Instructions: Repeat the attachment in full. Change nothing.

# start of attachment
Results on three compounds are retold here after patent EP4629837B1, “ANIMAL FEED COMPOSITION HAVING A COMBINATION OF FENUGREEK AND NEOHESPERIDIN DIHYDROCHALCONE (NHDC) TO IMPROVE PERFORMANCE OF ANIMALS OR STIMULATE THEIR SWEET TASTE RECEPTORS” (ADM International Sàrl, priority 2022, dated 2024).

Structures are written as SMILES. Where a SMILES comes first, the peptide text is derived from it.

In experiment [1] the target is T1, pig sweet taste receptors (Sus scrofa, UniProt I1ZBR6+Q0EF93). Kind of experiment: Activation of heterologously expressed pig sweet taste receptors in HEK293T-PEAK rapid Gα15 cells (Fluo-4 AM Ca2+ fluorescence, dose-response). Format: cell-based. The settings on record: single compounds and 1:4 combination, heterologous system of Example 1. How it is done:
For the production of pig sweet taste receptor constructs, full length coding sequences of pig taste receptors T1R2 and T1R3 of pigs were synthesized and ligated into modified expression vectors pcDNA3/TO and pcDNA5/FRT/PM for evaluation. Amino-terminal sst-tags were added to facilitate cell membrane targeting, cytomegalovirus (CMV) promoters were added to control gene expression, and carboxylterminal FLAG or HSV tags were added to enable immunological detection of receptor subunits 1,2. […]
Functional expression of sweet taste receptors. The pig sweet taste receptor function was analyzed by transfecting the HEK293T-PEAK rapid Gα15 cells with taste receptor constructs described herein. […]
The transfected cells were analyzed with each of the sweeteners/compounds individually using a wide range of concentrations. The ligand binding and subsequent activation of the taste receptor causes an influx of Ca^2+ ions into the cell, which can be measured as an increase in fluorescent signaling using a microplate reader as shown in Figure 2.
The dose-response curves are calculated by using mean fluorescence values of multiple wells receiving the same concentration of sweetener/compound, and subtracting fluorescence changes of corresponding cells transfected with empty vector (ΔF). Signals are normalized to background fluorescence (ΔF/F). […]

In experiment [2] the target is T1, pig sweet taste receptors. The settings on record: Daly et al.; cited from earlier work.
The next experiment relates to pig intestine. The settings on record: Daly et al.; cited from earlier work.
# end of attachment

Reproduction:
Results on three compounds are retold here after patent EP4629837B1, “ANIMAL FEED COMPOSITION HAVING A COMBINATION OF FENUGREEK AND NEOHESPERIDIN DIHYDROCHALCONE (NHDC) TO IMPROVE PERFORMANCE OF ANIMALS OR STIMULATE THEIR SWEET TASTE RECEPTORS” (ADM International Sàrl, priority 2022, dated 2024).

Structures are written as SMILES. Where a SMILES comes first, the peptide text is derived from it.

In experiment [1] the target is T1, pig sweet taste receptors (Sus scrofa, UniProt I1ZBR6+Q0EF93). Kind of experiment: Activation of heterologously expressed pig sweet taste receptors in HEK293T-PEAK rapid Gα15 cells (Fluo-4 AM Ca2+ fluorescence, dose-response). Format: cell-based. The settings on record: single compounds and 1:4 combination, heterologous system of Example 1. How it is done:
For the production of pig sweet taste receptor constructs, full length coding sequences of pig taste receptors T1R2 and T1R3 of pigs were synthesized and ligated into modified expression vectors pcDNA3/TO and pcDNA5/FRT/PM for evaluation. Amino-terminal sst-tags were added to facilitate cell membrane targeting, cytomegalovirus (CMV) promoters were added to control gene expression, and carboxylterminal FLAG or HSV tags were added to enable immunological detection of receptor subunits 1,2. […]
Functional expression of sweet taste receptors. The pig sweet taste receptor function was analyzed by transfecting the HEK293T-PEAK rapid Gα15 cells with taste receptor constructs described herein. […]
The transfected cells were analyzed with each of the sweeteners/compounds individually using a wide range of concentrations. The ligand binding and subsequent activation of the taste receptor causes an influx of Ca^2+ ions into the cell, which can be measured as an increase in fluorescent signaling using a microplate reader as shown in Figure 2.
The dose-response curves are calculated by using mean fluorescence values of multiple wells receiving the same concentration of sweetener/compound, and subtracting fluorescence changes of corresponding cells transfected with empty vector (ΔF). Signals are normalized to background fluorescence (ΔF/F). […]

In experiment [2] the target is T1, pig sweet taste receptors. The settings on record: Daly et al.; cited from earlier work.
The next experiment relates to pig intestine. The settings on record: Daly et al.; cited from earlier work.